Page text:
The Agriculture Financial Services Corp. (AFSC) of Alberta recently made changes to the perennial crop insurance this 2020. The Western Producer reported that the AFSC made this decision after considering feedback from the industry.
In a report published by the AFSC on its website, the organization said that it has made “enhancements” on its existing Crop Insurance Programs in order “to protect producers from designated perils that lead to production loss.”
These enhancements include the boost of coverage for pasture insurance after AFSC recalculated the historical pasture normal yields for this year. According to data, the average yields of pasture has increased by 55% for 2020. Because of this, insurance holders could receive greater compensations should they suffer from any losses.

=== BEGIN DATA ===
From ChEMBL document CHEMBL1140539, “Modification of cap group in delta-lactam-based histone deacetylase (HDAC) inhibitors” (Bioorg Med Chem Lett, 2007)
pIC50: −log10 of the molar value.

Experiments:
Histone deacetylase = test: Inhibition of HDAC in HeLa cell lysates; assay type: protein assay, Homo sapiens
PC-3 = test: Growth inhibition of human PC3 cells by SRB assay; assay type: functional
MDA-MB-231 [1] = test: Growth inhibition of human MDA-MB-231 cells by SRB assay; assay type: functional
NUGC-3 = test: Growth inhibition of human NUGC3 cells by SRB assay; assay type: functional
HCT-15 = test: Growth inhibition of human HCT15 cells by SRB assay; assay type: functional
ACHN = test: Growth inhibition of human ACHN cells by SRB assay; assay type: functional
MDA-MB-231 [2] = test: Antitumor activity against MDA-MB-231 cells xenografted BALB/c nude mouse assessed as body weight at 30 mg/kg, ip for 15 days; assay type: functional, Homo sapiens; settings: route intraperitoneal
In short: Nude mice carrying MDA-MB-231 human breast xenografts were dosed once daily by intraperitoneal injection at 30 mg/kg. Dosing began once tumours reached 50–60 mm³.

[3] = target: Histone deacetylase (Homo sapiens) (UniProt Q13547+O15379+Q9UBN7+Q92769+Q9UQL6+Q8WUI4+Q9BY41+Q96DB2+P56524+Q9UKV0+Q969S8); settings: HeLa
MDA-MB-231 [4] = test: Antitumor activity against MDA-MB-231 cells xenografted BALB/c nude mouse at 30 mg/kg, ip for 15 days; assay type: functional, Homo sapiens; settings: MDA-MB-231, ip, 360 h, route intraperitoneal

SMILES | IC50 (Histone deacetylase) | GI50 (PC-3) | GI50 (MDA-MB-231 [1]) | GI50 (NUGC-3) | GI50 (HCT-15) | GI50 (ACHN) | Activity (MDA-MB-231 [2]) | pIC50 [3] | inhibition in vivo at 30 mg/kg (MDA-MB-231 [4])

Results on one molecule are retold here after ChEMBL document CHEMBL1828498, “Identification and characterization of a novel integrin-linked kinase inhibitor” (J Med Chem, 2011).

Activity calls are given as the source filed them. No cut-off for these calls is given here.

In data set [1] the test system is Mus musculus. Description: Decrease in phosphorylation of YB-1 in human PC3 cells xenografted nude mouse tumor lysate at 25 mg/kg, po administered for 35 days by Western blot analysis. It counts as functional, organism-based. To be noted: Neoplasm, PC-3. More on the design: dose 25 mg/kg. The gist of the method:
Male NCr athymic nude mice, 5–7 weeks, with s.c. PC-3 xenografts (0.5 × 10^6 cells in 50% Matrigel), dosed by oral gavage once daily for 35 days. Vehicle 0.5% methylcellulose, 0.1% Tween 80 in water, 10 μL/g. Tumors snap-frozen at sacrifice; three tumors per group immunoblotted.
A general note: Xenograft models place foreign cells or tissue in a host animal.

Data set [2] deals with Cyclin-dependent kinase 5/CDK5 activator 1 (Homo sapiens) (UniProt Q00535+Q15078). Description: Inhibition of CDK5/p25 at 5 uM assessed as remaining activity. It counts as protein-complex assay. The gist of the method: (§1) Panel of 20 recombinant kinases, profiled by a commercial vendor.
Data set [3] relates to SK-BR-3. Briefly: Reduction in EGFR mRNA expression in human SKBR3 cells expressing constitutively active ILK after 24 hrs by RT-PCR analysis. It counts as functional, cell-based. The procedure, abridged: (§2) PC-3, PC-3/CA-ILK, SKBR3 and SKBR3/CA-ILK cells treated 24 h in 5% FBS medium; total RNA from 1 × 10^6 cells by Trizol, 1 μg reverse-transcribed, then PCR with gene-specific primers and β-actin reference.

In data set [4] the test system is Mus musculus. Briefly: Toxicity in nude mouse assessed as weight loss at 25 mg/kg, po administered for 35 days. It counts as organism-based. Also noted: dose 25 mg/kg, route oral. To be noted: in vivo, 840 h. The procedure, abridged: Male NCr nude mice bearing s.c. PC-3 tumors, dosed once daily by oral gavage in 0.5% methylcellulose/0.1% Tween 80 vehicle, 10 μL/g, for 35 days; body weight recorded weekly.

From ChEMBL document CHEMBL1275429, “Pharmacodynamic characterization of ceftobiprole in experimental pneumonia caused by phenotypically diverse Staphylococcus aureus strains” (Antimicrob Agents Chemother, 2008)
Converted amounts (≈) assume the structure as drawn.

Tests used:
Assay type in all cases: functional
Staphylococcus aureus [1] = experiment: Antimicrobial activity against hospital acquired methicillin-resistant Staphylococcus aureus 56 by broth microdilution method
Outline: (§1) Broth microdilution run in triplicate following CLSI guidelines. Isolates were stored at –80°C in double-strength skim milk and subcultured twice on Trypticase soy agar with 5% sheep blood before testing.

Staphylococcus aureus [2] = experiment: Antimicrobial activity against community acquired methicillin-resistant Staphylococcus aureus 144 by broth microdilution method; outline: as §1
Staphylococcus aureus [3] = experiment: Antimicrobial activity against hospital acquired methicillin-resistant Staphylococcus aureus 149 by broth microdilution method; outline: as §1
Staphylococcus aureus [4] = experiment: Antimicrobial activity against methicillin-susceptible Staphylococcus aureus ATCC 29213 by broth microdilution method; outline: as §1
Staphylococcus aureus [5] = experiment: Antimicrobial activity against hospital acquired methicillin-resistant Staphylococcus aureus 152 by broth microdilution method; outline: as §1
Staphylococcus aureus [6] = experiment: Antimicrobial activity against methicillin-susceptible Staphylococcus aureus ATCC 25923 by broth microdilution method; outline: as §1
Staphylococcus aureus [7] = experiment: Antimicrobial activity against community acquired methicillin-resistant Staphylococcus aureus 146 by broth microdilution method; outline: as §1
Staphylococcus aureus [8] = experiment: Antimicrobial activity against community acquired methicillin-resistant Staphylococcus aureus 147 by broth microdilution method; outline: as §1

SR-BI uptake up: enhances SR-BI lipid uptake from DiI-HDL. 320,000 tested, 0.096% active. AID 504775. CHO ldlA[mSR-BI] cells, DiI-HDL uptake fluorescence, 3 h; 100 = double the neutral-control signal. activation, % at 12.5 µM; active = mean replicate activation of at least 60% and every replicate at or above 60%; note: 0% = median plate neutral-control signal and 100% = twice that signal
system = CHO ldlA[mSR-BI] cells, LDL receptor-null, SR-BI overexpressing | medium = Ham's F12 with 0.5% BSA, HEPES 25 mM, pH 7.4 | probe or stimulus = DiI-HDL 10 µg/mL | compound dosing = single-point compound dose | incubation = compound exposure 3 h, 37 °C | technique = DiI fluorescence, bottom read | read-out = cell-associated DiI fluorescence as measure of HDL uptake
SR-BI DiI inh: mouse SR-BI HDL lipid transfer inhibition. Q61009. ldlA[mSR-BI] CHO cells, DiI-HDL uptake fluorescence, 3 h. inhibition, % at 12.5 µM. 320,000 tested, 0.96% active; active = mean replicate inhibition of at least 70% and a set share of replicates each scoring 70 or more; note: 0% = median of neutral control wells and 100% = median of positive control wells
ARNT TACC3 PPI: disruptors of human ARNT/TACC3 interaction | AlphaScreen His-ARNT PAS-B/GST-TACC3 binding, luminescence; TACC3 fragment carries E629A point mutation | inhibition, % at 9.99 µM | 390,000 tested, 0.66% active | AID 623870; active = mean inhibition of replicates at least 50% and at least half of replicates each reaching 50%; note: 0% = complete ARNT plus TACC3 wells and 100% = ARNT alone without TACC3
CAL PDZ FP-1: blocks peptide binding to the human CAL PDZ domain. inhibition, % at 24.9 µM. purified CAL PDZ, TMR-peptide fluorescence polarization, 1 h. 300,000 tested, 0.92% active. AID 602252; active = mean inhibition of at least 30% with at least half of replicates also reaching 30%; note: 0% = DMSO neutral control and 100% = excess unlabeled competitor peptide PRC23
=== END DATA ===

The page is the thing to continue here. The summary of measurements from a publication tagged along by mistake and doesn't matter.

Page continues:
The changes also positively affect the calculation of moisture accumulation. The AFSC tweaked the minimum daily precipitation threshold for moisture-based products. Previously, the threshold is 0.1mm. However, the changes now consider this amount as zero, which means evaporation of small amounts of precipitation will no longer contribute to the calculation for total moisture accumulation.
Other changes include incorporating weather stations to the organization’s network. The Western Producer clarified that this gives farmers the liberty “to choose the best” weather station for their farms. They can choose up to three stations that can properly represent the weather conditions in their vicinity.
Moreover, the organization has updated its methodology when identifying price options in case of a loss. An example of this is for hay and pasture, which will now reflect a higher amount of transportation costs. This aims to incorporate such costs into the price, improving transparency.
The implementation of crop insurance is in compliance with the Canadian Agricultural Partnership (CAP), which aims to show Canada and Alberta’s efforts to improve agriculture.